Newspaper article The Christian Science Monitor

CIA Coming under Heavy Fire after Spy Speaks of Its Flaws

Newspaper article The Christian Science Monitor

CIA Coming under Heavy Fire after Spy Speaks of Its Flaws

Article excerpt

SECRET information produced by the CIA is "insignificant." Spies are nothing but bureaucrats with deep cover. The shadowy world of espionage is, in fact, a "self-serving sham."

The man who made those charges last week - former CIA mole for Moscow, Aldrich Ames - is not exactly a spotless source. His role in the "sham" will earn him a life sentence. But there is no denying that his criticisms have resonated uncomfortably with many government officials in Washington. Long insulated from public scrutiny and open legislative pressure, the Central Intelligence Agency (CIA) is now coming under more sustained attack than at any time since prying congressional hearings of the mid-1970s.

Few would go so far as Sen. Daniel Moynihan (D) of New York, who would break up the CIA and distribute its duties to various other agencies. But there is considerable sentiment on Capital Hill for making the United States intelligence budget public, at least in general terms. And, in the wake of the Ames case, Congress is considering legislation intended to help protect against future moles as damaging as Ames apparently has been.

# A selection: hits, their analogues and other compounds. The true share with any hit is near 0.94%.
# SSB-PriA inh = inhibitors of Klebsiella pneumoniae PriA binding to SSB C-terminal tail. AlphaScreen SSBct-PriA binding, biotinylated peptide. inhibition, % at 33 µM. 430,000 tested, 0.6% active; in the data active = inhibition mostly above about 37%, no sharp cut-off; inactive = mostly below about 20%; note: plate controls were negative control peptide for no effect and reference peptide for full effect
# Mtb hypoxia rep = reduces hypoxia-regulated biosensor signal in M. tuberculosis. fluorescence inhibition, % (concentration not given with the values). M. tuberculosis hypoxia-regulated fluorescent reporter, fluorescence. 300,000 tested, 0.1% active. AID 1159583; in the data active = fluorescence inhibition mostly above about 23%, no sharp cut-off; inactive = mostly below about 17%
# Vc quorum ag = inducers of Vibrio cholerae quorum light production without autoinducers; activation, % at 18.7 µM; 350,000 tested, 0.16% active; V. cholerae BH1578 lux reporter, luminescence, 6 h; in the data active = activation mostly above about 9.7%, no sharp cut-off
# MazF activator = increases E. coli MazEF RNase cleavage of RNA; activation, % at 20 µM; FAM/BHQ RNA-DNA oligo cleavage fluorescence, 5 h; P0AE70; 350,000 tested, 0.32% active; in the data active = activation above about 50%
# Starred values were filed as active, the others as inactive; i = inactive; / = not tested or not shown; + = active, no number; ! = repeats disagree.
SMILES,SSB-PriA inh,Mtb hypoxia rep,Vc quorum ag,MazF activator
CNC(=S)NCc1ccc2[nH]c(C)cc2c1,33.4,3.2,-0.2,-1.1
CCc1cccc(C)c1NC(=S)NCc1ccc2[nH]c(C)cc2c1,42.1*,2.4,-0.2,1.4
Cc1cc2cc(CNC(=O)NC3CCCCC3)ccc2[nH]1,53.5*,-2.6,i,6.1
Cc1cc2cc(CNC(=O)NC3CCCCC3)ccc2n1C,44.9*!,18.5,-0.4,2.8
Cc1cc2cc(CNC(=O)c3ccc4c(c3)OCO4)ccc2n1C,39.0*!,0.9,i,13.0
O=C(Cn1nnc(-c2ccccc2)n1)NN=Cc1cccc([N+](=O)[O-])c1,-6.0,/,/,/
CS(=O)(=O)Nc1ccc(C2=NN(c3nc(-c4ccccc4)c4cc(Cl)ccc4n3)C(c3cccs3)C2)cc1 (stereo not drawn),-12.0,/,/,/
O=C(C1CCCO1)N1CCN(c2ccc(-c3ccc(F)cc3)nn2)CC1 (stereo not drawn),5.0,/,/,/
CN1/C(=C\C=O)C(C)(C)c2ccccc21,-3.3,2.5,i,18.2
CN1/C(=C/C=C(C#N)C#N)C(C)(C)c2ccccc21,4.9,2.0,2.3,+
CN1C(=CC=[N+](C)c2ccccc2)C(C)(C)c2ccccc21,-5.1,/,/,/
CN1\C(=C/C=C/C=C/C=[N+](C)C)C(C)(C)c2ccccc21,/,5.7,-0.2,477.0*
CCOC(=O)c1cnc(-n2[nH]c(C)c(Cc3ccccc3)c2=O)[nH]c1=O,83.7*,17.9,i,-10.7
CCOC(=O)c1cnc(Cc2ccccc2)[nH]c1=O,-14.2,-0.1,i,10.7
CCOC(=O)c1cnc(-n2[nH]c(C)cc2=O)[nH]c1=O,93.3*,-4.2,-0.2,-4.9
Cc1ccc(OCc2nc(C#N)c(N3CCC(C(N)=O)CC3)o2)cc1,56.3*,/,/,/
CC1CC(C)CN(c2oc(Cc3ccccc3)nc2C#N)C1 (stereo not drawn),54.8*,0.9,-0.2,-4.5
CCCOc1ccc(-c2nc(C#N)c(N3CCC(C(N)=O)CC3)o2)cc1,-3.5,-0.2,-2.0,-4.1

"The nation cannot afford to let this situation continue," said Sen. Dennis DeConcini (D) of Arizona, chairman of the Senate Intelligence Committee, at a hearing May 3 on US counterintelligence.

Lawmakers are particularly curious as to how Ames could have banked millions of Moscow's dollars and lived like a minor suburban potentate without attracting counterintelligence attention. Many say that lack of real cooperation between the CIA and FBI, which both have counterintelligence duties, was a major reason.

Tuesday, President Clinton signed an executive order intended to end friction between these often-competitive agencies. Among other things, the directive establishes a new National Counterintelligence Policy Board, which will report directly to the National Security Council.

This move is unlikely to mollify critics such as Senator DeConcini. A bill drafted by the Senate Intelligence panel chairman would put the force of law behind FBI-CIA cooperation, ensuring no future president could undo it with a stroke of a pen. …

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